Raila Odinga (L) sings national anthem during a special National Delegates Conference in Nairobi, capital of Kenya, May 5, 2017. (Xinhua/Allan Mutiso)
NAIROBI, Aug. 19 (Xinhua) -- Kenyan opposition leader Raila Odinga on Friday night filed a case asking the Supreme Court to nullify President Uhuru Kenyatta's re-election.
Odinga's National Super Alliance (NASA) coalition said in a statement that the entire election is "fatally compromised."
"The entire process of tallying recording, transmitting, verifying and confirmation of results was so fundamentally flawed that you can not talk of any meaningful results." Odinga said in the petition.
The opposition leader and his running mate Kalonzo Musyoka argued the relay of the presidential election results from tallying centers did not meet the required standards of accountability, transparency and verifiability.
"The series of gaps, whether deliberate or product of negligence, frustrated the use of technology to deliver an accountable result transmission process," NASA officials said.
According to the petition, party agents especially in the Rift Valley region, the stronghold of Kenyatta and his running mate William Ruto, were removed from poll centers. Fictitious poll agents signed blank result forms while an analysis of some 25,000 result forms out of 40,833 discovered 14,000 of them had errors, which prevent them from being authentic.
Illegal voting and results also emerged from 443 polling centers, which were not officially listed as voting centers as required by the election regulations.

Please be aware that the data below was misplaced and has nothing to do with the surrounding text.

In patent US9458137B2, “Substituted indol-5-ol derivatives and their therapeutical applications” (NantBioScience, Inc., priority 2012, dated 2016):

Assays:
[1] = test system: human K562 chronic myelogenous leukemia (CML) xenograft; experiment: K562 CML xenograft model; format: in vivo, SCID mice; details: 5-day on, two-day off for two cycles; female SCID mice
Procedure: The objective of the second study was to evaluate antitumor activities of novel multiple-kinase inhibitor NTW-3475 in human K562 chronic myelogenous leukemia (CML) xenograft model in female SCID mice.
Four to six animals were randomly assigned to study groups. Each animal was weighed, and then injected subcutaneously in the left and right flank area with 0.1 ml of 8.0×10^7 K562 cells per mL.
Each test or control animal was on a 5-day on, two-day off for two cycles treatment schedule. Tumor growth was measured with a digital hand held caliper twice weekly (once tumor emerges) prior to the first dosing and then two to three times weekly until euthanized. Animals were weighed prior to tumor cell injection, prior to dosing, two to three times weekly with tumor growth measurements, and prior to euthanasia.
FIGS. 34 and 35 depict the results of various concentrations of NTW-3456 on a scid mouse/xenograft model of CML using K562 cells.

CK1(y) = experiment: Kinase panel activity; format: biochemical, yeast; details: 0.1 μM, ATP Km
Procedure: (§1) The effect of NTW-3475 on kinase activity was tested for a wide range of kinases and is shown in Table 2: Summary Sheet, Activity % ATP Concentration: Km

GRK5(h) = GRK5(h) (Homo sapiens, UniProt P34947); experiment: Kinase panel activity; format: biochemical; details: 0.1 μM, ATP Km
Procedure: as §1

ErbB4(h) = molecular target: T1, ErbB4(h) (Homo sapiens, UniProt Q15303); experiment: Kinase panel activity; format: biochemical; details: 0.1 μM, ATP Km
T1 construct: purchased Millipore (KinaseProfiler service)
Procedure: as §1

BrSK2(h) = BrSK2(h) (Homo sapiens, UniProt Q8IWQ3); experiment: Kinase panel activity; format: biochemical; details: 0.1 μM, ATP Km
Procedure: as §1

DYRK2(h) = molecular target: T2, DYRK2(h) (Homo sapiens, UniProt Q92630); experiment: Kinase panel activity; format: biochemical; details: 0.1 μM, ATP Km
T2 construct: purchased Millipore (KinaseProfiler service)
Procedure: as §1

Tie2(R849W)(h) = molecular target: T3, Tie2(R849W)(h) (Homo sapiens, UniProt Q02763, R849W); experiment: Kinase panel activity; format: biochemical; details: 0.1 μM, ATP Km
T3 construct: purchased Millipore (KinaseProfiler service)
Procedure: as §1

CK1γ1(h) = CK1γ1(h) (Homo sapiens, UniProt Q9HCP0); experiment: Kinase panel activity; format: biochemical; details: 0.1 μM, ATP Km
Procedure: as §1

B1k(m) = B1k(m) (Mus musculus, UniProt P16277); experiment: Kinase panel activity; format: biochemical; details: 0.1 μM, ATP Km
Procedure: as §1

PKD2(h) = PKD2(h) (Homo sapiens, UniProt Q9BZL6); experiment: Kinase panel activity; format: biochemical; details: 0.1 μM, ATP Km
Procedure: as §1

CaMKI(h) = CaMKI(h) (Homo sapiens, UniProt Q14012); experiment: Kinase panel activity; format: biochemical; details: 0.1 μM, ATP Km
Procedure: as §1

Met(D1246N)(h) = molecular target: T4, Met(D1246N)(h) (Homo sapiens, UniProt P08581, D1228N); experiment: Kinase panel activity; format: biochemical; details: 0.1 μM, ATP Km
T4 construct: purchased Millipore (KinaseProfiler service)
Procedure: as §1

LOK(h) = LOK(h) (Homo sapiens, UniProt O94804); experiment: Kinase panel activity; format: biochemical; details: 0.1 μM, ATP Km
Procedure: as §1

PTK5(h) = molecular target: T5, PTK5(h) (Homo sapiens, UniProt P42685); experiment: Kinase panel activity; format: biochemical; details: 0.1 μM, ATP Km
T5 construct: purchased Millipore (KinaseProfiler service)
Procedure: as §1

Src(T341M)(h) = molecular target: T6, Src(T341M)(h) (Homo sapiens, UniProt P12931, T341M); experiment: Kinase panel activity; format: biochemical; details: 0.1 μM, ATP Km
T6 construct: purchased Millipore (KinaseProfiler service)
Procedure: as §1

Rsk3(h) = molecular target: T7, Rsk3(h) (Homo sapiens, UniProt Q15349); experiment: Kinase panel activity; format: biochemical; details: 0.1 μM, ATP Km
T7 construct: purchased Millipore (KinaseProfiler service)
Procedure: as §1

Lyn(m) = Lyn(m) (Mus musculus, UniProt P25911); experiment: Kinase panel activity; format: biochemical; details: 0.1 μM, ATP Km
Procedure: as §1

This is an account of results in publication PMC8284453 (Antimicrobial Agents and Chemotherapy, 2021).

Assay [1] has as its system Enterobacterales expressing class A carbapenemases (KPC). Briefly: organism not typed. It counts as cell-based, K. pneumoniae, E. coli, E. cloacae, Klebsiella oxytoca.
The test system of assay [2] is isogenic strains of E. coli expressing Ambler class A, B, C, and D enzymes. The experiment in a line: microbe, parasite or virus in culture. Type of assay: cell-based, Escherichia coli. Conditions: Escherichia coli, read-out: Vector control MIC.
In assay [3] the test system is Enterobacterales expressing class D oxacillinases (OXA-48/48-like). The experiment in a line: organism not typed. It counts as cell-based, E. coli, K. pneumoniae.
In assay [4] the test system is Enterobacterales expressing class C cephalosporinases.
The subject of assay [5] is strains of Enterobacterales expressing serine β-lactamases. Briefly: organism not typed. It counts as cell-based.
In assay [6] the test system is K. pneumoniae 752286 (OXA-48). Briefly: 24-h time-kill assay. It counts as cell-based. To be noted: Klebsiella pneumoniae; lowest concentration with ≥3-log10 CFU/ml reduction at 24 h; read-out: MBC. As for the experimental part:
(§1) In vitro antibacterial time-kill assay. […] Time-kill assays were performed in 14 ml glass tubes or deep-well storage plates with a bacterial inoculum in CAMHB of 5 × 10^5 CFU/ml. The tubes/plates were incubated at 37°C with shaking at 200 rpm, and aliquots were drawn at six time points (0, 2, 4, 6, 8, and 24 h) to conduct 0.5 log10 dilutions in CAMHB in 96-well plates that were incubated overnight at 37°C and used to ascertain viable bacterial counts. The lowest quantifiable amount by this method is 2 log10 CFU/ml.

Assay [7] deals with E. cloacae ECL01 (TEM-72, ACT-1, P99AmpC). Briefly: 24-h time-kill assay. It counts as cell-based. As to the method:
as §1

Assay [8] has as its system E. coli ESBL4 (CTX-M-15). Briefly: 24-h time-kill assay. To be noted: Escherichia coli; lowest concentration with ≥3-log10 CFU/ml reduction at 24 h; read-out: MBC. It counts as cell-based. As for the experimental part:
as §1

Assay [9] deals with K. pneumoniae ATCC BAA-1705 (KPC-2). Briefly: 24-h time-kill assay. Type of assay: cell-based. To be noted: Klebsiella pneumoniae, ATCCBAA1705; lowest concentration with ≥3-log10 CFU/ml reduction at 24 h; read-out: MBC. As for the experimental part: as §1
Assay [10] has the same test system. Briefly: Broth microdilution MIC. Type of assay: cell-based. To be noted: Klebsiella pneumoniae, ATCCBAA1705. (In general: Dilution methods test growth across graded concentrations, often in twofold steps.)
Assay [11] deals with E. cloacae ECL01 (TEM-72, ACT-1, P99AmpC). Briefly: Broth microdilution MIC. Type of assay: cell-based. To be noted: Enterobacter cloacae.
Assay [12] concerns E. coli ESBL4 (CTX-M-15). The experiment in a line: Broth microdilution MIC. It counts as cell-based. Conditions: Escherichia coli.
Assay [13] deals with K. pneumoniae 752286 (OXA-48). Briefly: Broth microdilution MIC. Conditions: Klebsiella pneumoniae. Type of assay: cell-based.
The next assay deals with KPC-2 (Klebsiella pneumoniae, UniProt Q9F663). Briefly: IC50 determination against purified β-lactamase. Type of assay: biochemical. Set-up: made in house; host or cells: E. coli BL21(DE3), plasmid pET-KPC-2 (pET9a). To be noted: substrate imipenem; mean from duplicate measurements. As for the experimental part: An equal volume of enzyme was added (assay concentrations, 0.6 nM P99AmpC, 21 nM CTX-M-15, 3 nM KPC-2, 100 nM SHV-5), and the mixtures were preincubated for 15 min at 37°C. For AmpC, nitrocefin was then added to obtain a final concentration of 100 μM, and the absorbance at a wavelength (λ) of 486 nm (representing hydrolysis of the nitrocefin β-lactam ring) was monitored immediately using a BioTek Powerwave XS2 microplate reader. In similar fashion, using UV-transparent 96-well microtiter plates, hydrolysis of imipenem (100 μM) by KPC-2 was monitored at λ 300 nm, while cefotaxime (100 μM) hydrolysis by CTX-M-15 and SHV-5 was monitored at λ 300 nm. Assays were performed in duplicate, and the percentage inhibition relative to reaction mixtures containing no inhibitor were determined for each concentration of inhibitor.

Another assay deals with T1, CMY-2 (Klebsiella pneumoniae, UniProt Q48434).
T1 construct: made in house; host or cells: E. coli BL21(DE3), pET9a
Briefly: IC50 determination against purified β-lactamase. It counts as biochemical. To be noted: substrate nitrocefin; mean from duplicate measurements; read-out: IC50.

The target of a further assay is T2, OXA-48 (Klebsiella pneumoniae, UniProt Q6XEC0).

"Worse, the process of relaying and transmitting results from polling stations to constituency to the National Tallying Center did not meet the standard established in the Constitution: it was not simple, accurate, verifiable, secure, accountable, transparent, open or prompt," Odinga said.
Foreign observers have mostly certified the elections as meeting the international standards of fair, free, credible and transparent.
However, Odinga said the foreign observers exceeded their mandate by asking him to concede defeat way back before the final results were announced.
Odinga said his party was baffled that by the time the chairman of the Independent Electoral and Boundaries Commission (IEBC) Wafula Chebukati was announcing the results, some election centers with some 7 million votes, which include 11,883 polling stations, were yet to send results.
NASA officials said the IEBC Chairman confirmed days later that 5,015 forms, which represent 3.5 million votes, were also not within the Commission's possession when it declared Kenyatta the winner.
Odinga who unsuccessfully contested an election in 2013, sparking violent post-election protests, this time curtailed potential violence by resolving to take his case to court.
His decision to go to the judiciary relieved many Kenyans who feared a repeat of the violence that followed a 2007 vote when Odinga called for protests.
Judges eventually ruled in 2013 that much of his evidence was being submitted outside time limits set by the court, frustrating his supporters and sparking suspicion over the judiciary's independence.
However, he vowed on Wednesday to soldier on with his quest for a fair, just and democratic society even as he sought legal redress to electoral malpractices that denied his victory on Aug. 8 when Kenyans cast the ballot in large numbers.
The rigging claims sparked violent protests in the opposition stronghold after the electoral commission declared Kenyatta the winner on Aug. 11.